Therefore, until quite recently it was the case that even those who otherwise debunked public expenditure in general, accepted the need for public spending on and provision of basic education. Additionally, in recent times, some of the recognition of the need for more investment in education is also because of the buzz about the “demographic dividend”.
This is the fact that our relatively young population can become a huge asset when most of the rest of the world’s population is aging, and this difference in demographic structure can create a large positive potential for faster growth. (Of course, this in turn presupposes that productive work can be found for all of those of working age.)
Yet it is precisely in the sphere of ensuring equitable access to quality education for our people that the development project in India has been conspicuously lacking thus far. Even today, the official gross enrolment ratios for children aged between six and 14 is around 80 per cent, and effective enrolment is much less. Currently, only 56 per cent of children aged between five and nine are attending school, according to Census data.
More tellingly, dropout rates are very high; less than half of the children who join Class I actually complete Class VIII, and much less than 10 per cent pass the higher secondary examination. The situation is even worse because of social and economic divisions, which reduce access. For example, more than 80 per cent of Scheduled Caste girls and 90 per cent of Scheduled Tribe girls who join Class I do not complete Class X.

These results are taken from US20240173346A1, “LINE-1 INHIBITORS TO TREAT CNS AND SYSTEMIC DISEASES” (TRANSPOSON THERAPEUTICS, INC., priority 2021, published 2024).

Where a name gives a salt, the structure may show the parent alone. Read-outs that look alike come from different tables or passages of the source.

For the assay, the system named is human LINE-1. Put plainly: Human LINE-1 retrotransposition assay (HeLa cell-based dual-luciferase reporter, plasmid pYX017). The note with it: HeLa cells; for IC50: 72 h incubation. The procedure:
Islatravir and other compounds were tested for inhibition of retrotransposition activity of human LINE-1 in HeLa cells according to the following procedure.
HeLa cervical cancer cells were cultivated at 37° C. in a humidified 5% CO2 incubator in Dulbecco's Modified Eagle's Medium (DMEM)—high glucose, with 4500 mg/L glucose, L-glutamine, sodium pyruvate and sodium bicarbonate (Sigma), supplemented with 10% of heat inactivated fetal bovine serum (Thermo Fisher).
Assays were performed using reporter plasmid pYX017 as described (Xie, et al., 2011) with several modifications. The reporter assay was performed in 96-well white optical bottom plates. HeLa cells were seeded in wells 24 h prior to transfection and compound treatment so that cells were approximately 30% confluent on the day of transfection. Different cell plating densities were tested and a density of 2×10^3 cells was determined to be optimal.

This is largely because of huge under provision and poor quality provision in the government school system, such that those who cannot afford to attend private schools are either unable or unwilling to attend school, and are often deprived of access altogether.
Some of this is because of the very large infrastructure gaps in the public education system in the country. There are still large numbers of villages and urban settlements without government schools in the approachable vicinity.